On April 23, 2014, the U.S. Food and Drug Administration (FDA) announced a proposed new program to provide earlier access to high-risk medical devices that are intended to treat or diagnose patients with serious conditions whose medical needs are unmet by current technology.
The proposed Expedited Access Premarket Approval Application for Unmet Medical Needs for Life Threatening or Irreversibly Debilitating Diseases or Conditions (EAP) program features earlier and more interactive engagement between sponsors and FDA staff during device development, assessment, and review and a more effective process for the review of investigational device (IDE) applications and premarket approval (PMA) applications. Participation in the EAP is only at the request of the sponsor and with FDA’s agreement.
EAP is not a new pathway to market, but rather a more collaborative approach to facilitate product development under the agency’s existing regulatory authorities. While other existing device programs have focused on reducing the time for the premarket review, EAP also seeks to reduce the time associated with product development. The EAP program incorporates features from the Center for Device and Radiological Health’s Innovation Pathway, piloted in 2011, to expedite the development and review of breakthrough technologies. In addition, the EAP program is based, in part, on FDA’s experience with programs used by the Center for Drug Evaluation and Research (CDER) and the Center for Biologics Evaluation and Research (CBER) to accelerate the development and review of new drugs that address unmet medical needs in the treatment of serious or life-threatening conditions.
To be eligible for participation in the program, the medical device must meet three criteria:
- Be intended to treat or diagnose a life-threatening or irreversibly debilitating disease or condition
- Represents one of the following:
- no approved alternative treatment or means of diagnosis exists, or
- a breakthrough technology that provides a clinically meaningful advantage over existing technology, or
- offers a significant, clinically meaningful advantage over existing approved alternatives,
- oravailability is in the patient’s best interest (e.g., the device provides a specific public health benefit or addresses an unmet medical need of a well-defined patient population).
- The sponsor submits an acceptable draft Data Development Plan approved by FDA. This requirement is a key EAP program feature and will include a description of the clinical and nonclinical data that the sponsor proposes to collect, as well as a timeline for the development and marketing of the device. FDA has indicated that the intent of the Data Development Plan is to foster predictable, efficient, transparent, and timely device assessment and review. Details on the information to be included in the draft Data Development Plan are outlined in an attachment to the draft guidance.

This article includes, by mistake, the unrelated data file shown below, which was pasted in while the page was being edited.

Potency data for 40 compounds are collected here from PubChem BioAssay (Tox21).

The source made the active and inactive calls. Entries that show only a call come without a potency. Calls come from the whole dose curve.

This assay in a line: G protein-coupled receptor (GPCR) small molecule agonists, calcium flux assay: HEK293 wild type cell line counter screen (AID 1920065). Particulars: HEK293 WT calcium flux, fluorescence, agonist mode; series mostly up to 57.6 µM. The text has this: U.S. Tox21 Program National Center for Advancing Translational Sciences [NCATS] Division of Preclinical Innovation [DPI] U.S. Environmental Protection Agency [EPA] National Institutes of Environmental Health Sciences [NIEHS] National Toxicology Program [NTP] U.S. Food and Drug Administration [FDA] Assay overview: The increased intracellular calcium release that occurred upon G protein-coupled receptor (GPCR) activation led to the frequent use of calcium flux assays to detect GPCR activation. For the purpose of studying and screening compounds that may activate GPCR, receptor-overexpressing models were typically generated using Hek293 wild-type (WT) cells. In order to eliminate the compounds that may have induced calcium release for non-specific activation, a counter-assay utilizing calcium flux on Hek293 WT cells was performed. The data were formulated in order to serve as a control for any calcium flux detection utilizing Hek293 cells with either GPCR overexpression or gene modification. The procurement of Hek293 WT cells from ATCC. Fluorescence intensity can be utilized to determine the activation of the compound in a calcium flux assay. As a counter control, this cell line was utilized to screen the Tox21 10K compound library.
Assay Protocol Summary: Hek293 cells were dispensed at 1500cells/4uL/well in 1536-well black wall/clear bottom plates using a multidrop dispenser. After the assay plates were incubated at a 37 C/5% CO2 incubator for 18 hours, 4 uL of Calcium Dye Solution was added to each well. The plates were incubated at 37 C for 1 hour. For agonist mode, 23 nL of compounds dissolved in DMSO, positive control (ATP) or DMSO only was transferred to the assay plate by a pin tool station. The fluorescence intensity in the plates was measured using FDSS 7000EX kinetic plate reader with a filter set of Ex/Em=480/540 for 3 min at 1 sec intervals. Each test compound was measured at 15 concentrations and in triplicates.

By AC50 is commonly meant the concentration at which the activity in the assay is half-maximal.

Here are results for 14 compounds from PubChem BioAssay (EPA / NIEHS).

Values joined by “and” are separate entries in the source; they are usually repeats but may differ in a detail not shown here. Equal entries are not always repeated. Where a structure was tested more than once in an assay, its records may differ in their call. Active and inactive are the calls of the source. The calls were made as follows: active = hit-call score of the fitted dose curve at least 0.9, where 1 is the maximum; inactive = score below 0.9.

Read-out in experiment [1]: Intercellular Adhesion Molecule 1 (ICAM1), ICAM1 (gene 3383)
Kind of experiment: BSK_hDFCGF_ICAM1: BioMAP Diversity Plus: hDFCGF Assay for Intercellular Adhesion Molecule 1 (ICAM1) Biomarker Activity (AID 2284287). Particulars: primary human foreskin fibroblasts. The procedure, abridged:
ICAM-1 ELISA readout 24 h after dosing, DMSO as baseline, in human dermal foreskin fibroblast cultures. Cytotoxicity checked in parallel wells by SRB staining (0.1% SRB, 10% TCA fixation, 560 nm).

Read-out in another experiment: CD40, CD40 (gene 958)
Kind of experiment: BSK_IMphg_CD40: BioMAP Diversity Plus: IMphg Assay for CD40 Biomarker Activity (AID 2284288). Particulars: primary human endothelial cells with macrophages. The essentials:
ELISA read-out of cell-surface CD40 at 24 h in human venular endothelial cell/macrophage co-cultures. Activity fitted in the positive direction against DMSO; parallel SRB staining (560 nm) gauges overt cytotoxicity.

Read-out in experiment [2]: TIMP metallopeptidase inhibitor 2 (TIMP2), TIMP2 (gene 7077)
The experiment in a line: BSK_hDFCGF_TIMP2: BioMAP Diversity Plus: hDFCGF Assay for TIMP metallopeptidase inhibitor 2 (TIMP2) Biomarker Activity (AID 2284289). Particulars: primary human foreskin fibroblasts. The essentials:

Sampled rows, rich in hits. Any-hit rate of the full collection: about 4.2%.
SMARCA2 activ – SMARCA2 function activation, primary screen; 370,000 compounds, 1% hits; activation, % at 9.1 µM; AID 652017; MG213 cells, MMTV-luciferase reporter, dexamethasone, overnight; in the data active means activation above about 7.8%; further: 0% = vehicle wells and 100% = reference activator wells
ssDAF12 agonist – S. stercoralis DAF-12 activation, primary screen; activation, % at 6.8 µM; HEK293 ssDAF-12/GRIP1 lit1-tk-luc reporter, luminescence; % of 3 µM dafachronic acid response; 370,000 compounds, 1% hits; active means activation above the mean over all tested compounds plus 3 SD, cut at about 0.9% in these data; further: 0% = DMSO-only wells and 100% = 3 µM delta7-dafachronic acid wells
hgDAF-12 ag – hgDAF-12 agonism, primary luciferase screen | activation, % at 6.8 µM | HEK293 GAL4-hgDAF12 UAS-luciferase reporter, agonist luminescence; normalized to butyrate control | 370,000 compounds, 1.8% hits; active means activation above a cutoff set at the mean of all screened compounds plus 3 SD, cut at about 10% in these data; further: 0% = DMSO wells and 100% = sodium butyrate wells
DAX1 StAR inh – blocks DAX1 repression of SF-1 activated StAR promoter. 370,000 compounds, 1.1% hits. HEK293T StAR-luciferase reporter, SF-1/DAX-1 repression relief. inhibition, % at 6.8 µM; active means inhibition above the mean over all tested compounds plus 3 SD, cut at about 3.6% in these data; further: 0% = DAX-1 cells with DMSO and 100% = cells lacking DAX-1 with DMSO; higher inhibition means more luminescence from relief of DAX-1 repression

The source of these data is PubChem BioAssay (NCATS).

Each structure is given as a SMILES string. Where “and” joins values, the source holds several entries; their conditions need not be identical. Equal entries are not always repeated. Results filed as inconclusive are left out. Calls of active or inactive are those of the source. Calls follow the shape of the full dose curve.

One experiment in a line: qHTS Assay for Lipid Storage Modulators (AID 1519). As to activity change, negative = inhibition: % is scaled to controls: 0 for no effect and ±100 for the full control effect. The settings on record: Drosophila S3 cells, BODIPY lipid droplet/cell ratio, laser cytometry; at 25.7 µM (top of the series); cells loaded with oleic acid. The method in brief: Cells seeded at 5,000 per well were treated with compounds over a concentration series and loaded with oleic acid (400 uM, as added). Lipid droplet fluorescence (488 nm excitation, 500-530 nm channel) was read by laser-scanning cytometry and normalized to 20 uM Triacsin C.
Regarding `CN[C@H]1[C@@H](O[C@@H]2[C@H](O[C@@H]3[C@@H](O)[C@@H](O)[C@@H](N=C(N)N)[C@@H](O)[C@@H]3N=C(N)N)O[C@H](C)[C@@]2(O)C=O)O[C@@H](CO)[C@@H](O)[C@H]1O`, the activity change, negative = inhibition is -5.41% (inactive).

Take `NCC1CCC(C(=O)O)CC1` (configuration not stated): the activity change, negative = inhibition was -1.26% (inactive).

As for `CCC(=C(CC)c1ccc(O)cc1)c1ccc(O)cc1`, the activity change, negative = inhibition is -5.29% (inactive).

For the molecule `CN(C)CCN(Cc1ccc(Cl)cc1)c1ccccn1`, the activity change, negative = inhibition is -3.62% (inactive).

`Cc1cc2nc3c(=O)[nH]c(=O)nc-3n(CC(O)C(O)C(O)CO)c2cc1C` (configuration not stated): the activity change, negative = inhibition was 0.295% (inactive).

As part of the EAP program, FDA intends to work interactively with sponsors to determine whether certain data may be collected postmarket rather than premarket. In this regard, FDA notes that Section 513(a)(3)(C) of the Federal Food, Drug, and Cosmetic Act (FDCA) requires FDA to consider the use of postmarket controls in lieu of collecting and reviewing all effectiveness data prior to a PMA approval. Getting the right balance between premarket and postmarket data collection, especially when it is appropriate to give greater reliance on postmarket collection, can reduce the extent of premarket data submission and will have a direct effect on when patients will have access to high quality, safe, and effective medical devices. An earlier guidance document, entitled, “Factors to Consider When Making Benefit-Risk Determinations in Medical Device Premarket Approvals and De Novo Classifications, issued on March 28, 2012, is relevant to this part of the EAP program.
Other features of the EAP program worth noting are: (1) an explanation of the types of clinical evidence that may support PMA approval of EAP devices (e.g., intermediate and surrogate endpoints and two-phase studies); (2) alternative experimental designs for in vitro diagnostics devices (IVDs) that can generate the analytical and clinical validity of an IVD for premarket approval; (3) companion diagnostic considerations, and (4) an explanation of how, on a case-by-case basis, FDA may allow a sponsor to provide less manufacturing information in the PMA application for an EAP device (e.g., the sponsor has a good track record for quality systems and no new, unique manufacturing issues are present that could adversely impact the quality or performance of the EAP device).
In addition to the EAP draft guidance, FDA simultaneously released a separate draft guidance entitled “Balancing Premarket and Postmarket Data Collection for Devices Subject to Premarket Approval. This draft guidance outlines the agency’s current policy on when data can be collected after product approval and what enforcement actions are available to the FDA if approval conditions, such as postmarket data collection, are not met.
The FDA seeks public comment on both documents on or before July 22, 2014.